The economics of affirmative action( Book )

11 editions published in 2004 in English and held by 140 WorldCat member libraries worldwide

How living wage laws affect low-wage workers and low-income families by David Neumark( Book )

4 editions published in 2002 in English and held by 127 WorldCat member libraries worldwide

Are affirmative action hires less qualified? : evidence from employer-employee data on new hires by Harry J Holzer( Book )

16 editions published in 1996 in English and Undetermined and held by 95 WorldCat member libraries worldwide

In this paper we use micro-level data on employers and employees to investigate whether Affirmative Action procedures lead firms to hire minority or female employees who are less qualified than workers who might otherwise be hired. Our measures of qualifications include the educational attainment of the workers hired (both absolutely and relative to job requirements), skill requirements of the job into which they are hired, and a variety of outcome measures that are presumably related to worker performance on the job. The analysis is based on a representative sample of over 3,200 employers in four major metropolitan areas in the U.S. Our results show some evidence of lower educational qualifications among blacks and Hispanics hired under Affirmative Action, but not among white women. Further, our results show little evidence of substantially weaker job performance among most groups of minority and female Affirmative Action hires
Welfare for the elderly : the effects of SSI on pre-retirement labor supply by David Neumark( Book )

13 editions published in 1998 in English and held by 89 WorldCat member libraries worldwide

The elderly are one of the exceptional groups in American society with access to a significant cash safety net, a means-tested program called Supplemental Security Income (SSI). Little attention has been paid to the pre-eligibility-age labor market disincentives created by such a program. In particular, asset and income limits might induce individuals nearing the eligibility age to work less. There is little if any hard evidence on such incentive effects. We exploit variation in states' supplementation of the federal SSI benefit to estimate the effects of the SSI program on pre-retirement labor supply, using data from the 1984, 1990, and 1991 panels of the Survey of Income and Program Participation. We find some evidence that generous SSI benefits reduce the pre-retirement labor supply (and earnings) of men who are likely to participate in SSI after retirement as they near the eligibility age, especially that of men who have reached the age of eligibility for early Social Security benefits, which may be used to offset their reduced labor income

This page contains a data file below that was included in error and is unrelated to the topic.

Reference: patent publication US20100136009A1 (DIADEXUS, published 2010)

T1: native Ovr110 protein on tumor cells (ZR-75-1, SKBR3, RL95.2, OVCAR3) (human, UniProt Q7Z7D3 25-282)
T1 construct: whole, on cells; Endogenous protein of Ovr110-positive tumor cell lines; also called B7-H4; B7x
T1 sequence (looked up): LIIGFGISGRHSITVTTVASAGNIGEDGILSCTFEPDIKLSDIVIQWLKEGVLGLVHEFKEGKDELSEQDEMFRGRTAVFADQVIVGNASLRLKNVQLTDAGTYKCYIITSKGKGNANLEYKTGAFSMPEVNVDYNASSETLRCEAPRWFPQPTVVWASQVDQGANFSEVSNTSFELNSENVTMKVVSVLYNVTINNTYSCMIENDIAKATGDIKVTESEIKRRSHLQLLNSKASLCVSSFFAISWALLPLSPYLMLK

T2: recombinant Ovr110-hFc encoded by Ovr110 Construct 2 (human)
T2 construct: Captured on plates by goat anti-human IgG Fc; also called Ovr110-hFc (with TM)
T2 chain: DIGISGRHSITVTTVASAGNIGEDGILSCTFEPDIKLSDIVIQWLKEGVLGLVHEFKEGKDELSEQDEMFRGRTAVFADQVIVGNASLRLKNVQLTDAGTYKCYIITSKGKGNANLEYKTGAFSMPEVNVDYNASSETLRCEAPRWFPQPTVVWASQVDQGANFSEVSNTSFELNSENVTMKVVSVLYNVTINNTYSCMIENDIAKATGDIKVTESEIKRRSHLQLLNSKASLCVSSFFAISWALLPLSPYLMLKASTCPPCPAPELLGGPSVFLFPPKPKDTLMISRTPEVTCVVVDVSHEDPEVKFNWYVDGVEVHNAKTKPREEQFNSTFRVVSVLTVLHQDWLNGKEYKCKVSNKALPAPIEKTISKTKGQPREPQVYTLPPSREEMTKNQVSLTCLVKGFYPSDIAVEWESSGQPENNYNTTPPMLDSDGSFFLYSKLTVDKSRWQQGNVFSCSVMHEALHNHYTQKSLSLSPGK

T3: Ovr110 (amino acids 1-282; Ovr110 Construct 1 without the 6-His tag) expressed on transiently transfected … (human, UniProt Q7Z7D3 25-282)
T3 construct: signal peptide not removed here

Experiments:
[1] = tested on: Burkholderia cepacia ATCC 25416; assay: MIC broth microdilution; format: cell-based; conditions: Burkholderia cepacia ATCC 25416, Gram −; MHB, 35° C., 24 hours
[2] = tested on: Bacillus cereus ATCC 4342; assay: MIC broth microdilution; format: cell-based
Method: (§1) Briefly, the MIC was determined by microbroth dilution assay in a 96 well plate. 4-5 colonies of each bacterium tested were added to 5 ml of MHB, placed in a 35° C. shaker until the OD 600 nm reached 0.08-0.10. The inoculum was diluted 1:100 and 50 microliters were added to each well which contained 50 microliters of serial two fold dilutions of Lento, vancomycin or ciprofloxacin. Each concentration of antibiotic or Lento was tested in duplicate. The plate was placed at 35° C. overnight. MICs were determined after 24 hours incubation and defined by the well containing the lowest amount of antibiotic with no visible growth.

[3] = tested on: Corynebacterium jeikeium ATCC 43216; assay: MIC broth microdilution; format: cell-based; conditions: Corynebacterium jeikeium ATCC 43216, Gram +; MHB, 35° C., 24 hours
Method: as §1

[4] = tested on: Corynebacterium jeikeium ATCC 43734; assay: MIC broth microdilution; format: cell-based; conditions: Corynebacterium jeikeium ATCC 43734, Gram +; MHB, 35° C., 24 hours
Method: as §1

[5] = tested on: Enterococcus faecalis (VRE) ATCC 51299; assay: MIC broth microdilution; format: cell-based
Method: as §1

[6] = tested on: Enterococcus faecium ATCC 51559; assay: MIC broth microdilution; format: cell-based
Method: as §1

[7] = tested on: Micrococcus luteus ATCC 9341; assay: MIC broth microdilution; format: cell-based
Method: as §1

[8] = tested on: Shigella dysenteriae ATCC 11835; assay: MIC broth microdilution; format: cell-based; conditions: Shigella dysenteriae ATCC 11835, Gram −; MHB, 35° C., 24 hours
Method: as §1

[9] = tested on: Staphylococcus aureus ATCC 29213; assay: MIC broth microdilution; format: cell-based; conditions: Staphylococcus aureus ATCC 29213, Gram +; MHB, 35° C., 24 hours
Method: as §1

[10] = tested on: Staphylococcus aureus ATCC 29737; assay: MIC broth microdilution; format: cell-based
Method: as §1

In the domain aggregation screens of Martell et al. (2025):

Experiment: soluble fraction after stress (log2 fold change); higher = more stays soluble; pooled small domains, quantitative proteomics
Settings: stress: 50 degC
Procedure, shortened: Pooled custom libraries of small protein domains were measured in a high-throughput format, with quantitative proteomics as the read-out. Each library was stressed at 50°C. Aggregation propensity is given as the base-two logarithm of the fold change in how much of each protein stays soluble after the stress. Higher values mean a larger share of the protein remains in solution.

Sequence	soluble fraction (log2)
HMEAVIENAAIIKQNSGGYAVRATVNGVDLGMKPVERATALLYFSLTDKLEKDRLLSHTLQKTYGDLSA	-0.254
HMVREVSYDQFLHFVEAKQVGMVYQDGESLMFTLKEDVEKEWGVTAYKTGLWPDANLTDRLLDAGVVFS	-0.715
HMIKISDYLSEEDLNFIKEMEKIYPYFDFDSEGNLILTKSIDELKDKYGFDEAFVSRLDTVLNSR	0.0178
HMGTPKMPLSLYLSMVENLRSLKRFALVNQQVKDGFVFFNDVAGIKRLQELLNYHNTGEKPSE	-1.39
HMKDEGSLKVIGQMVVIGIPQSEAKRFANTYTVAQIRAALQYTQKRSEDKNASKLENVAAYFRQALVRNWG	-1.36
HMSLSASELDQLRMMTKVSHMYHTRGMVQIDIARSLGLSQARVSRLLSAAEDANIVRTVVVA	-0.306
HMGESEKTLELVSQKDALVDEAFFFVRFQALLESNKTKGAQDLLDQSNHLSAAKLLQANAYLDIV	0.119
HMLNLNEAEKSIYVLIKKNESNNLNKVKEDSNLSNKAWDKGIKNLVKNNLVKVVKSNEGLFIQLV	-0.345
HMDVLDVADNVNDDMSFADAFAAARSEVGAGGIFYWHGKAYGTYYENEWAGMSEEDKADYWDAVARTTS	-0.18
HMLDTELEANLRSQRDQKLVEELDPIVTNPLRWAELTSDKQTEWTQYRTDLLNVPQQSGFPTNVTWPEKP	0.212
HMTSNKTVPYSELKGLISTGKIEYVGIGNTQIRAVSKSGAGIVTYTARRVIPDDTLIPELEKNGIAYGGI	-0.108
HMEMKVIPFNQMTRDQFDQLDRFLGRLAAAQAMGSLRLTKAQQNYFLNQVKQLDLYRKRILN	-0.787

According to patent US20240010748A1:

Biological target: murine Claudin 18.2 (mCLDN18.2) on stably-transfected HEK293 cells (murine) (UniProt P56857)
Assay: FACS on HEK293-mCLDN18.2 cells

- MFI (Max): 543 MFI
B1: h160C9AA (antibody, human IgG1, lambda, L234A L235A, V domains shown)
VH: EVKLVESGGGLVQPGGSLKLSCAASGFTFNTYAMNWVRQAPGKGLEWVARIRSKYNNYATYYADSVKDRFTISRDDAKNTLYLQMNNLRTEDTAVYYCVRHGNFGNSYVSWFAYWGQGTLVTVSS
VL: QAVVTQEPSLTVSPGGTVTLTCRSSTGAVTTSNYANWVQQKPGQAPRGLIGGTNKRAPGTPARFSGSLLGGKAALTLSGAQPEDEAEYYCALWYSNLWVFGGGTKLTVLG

Has job stability declined yet? : new evidence for the 1990's by David Neumark( Book )

12 editions published in 1997 in English and held by 74 WorldCat member libraries worldwide

In earlier work we examined the temporal evolution of job stability in U.S. labor markets through the 1980's, using data assembled from a sequence of Current Population Survey tenure supplements. We found little or no change in aggregate job stability in the U.S. economy. In addition, older and more-tenured workers experienced increases in job stability in the" latter part of the 1980's. In this paper we update the evidence on changes in job stability through the mid-1990's, using recently-released CPS data for 1995 that parallel the earlier job tenure supplements. Updating the evidence from systematic random samples of the population and workforce through this period is especially important because the media have painted a particularly stark picture of declining job stability in the 1990's. In the aggregate, there is some evidence that job stability declined modestly in the first half of the 1990's. Moreover, the relatively small aggregate changes mask rather sharp declines in stability for workers with more than a few years of tenure. Nonetheless, the data available to this point do not support the conclusion that the downward shift in job stability for more-tenured workers stability, reflect long-term trends
Market forces and sex discrimination by Judith K Hellerstein( Book )

12 editions published in 1997 in English and held by 72 WorldCat member libraries worldwide

We report new evidence on the existence of sex discrimination in wages and whether competitive market forces act to reduce or eliminate discrimination. Specifically, we use plant- and firm-level data to examine the relationships between profitability, growth and ownership changes, product market power, and the sex composition of a plant's or firm's workforce. Our strongest finding is that among plants with high levels of product market power, those that employ relatively more women are more profitable. No such relationship exists for plants with apparently low levels of market power. This is consistent with sex discrimination in wages in the short run in markets where plants have product market power. We also examine evidence on the longer-run effects of market forces on discrimination, asking whether discriminatory employers with market power are punished over time through lower growth than non-discriminatory employers, or whether discriminatory employers are bought out by non-discriminators. We find little evidence that this occurs over a five-year period, as growth and ownership changes for plants with market power are generally not significantly related to the sex composition of a plant's workforce
Relative income concerns and the rise in married women's employment by David Neumark( Book )

12 editions published between 1993 and 1995 in English and held by 71 WorldCat member libraries worldwide